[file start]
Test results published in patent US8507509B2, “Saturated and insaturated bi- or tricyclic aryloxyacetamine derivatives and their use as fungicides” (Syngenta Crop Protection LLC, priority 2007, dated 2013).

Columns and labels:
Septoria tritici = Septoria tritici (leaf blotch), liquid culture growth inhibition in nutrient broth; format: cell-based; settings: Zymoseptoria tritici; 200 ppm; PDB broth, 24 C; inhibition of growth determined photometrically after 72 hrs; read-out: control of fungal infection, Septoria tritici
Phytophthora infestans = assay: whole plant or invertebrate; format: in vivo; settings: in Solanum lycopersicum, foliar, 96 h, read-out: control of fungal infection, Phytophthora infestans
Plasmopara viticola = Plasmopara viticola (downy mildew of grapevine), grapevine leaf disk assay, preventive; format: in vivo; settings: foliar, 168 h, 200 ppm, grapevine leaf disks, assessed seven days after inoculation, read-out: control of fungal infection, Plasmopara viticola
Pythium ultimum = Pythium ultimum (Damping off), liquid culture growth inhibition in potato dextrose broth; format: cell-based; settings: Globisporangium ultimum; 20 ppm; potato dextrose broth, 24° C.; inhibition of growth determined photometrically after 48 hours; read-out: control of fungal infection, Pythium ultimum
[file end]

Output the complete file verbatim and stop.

Test results published in patent US8507509B2, “Saturated and insaturated bi- or tricyclic aryloxyacetamine derivatives and their use as fungicides” (Syngenta Crop Protection LLC, priority 2007, dated 2013).

Columns and labels:
Septoria tritici = Septoria tritici (leaf blotch), liquid culture growth inhibition in nutrient broth; format: cell-based; settings: Zymoseptoria tritici; 200 ppm; PDB broth, 24 C; inhibition of growth determined photometrically after 72 hrs; read-out: control of fungal infection, Septoria tritici
Phytophthora infestans = assay: whole plant or invertebrate; format: in vivo; settings: in Solanum lycopersicum, foliar, 96 h, read-out: control of fungal infection, Phytophthora infestans
Plasmopara viticola = Plasmopara viticola (downy mildew of grapevine), grapevine leaf disk assay, preventive; format: in vivo; settings: foliar, 168 h, 200 ppm, grapevine leaf disks, assessed seven days after inoculation, read-out: control of fungal infection, Plasmopara viticola
Pythium ultimum = Pythium ultimum (Damping off), liquid culture growth inhibition in potato dextrose broth; format: cell-based; settings: Globisporangium ultimum; 20 ppm; potato dextrose broth, 24° C.; inhibition of growth determined photometrically after 48 hours; read-out: control of fungal infection, Pythium ultimum